It was about one and a half years ago that I finally I arrived where I had always wanted to be and do what I had always wanted-- teach students, support small language communities and conduct research on African languages on my doorstep. The University of Cape Town and my new colleagues welcomed my efforts to establish the Centre for African Language Diversity-- CALDi as well as The African Language Archive-- TALA and I was recently appointed the Mellon Research Chair: African Language Diversity this initiative. The main aim of CALDi is to train young African scholars in descriptive linguistics and open up space for research into African languages at UCT with the hopes of countering the dominance of African linguistics outside the continent. It has been a great challenge for which my whole career has been a form of preparation...Read more
The Cambridge Handbook of Communication Disorders examines the full range of developmental and acquired communication disorders and provides the most up-to-date and comprehensive guide to the epidemiology, aetiology and clinical features of these disorders.
The loss of Negative Concord (NC) has long been attributed to external
factors. This study readdresses this issue and provides evidence of the
failure of certain external factors to account for the observed decline and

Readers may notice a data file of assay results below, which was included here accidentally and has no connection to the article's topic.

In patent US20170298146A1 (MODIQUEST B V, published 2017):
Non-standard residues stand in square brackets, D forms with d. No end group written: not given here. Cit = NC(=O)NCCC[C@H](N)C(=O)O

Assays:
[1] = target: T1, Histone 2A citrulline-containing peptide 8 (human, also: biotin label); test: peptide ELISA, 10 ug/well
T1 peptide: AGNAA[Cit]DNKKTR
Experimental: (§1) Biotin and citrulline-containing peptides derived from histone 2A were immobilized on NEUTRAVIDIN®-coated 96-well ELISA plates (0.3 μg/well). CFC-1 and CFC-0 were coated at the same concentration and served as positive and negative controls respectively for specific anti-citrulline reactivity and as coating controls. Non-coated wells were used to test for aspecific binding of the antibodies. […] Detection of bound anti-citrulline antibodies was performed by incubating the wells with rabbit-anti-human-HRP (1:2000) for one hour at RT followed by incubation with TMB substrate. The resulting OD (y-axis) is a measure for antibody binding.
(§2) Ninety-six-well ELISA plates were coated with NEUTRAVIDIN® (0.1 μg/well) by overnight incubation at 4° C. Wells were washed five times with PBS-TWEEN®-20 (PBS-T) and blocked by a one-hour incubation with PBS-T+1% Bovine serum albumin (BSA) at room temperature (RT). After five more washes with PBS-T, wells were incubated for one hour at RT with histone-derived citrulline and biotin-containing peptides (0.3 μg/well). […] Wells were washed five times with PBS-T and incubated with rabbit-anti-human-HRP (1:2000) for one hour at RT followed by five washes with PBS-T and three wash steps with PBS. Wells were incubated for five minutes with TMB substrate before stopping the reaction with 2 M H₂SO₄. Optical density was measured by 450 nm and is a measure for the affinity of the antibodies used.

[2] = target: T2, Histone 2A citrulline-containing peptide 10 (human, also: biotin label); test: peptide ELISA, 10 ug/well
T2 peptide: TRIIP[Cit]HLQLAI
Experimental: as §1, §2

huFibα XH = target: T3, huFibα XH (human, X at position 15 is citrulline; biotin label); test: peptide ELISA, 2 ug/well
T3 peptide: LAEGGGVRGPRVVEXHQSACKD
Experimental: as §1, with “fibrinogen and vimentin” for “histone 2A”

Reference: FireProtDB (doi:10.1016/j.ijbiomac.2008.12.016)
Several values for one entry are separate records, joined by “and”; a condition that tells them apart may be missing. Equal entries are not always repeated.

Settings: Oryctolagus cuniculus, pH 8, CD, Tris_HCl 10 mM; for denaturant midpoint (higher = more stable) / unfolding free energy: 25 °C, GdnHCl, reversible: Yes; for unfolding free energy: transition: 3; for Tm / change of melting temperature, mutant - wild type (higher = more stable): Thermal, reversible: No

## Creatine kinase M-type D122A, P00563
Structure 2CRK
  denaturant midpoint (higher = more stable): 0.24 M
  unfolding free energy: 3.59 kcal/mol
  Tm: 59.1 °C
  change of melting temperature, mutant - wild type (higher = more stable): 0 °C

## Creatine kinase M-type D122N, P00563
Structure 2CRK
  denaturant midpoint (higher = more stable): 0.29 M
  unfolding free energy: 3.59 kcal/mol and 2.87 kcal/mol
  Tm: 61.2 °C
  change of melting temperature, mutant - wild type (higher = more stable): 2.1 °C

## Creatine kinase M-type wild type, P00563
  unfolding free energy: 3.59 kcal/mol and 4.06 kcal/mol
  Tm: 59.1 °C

ultimate disappearance of NC in Standard English. A detailed study of
negation in Late Middle and Early Modern English reveals that the process of
the decline of NC was a case of a natural change, preceded by a period of
variation manifested in the obtained S-curves for all the contexts studied.
Variation existed not only on the level of the speech community as a whole
but also within individual speakers (contra Lightfoot, 1991). A close study of
n-indefinites in negative contexts and their ultimate replacement with
Negative Polarity Items (NPIs) in a number of grammatical environments
shows that the decline of NC follows the same pattern across contexts in a
form of parallel curvature, which indicates that the loss of NC is a natural
process. However, this study reveals that the decline is not constant across
time and thus the Constant Rate Hypothesis (Kroch, 1989) does not, in that
respect, fully account for this change. Context behaviour suggests an
alternative principle of linguistic change, the Context Constancy Principle. A
Context Constancy Effect is obtained across all contexts indicating that the
loss of NC is triggered by a change in a single underlying parameter setting.
Accordingly, a theory-internal explanation is suggested. N-words underwent a
lexical reanalysis whereby they acquired a new grammatical feature [+Neg]
and were thus reinterpreted as negative quantifiers, rather than NPIs. This
lexical reanalysis was triggered by the ambiguous status of n-words between
[±Neg] and thus between single and double negative meanings. This change
is treated as a case of parameter resetting as this lexical reanalysis affected
a whole set of lexical items and can thus economically account for the
different observed surface changes.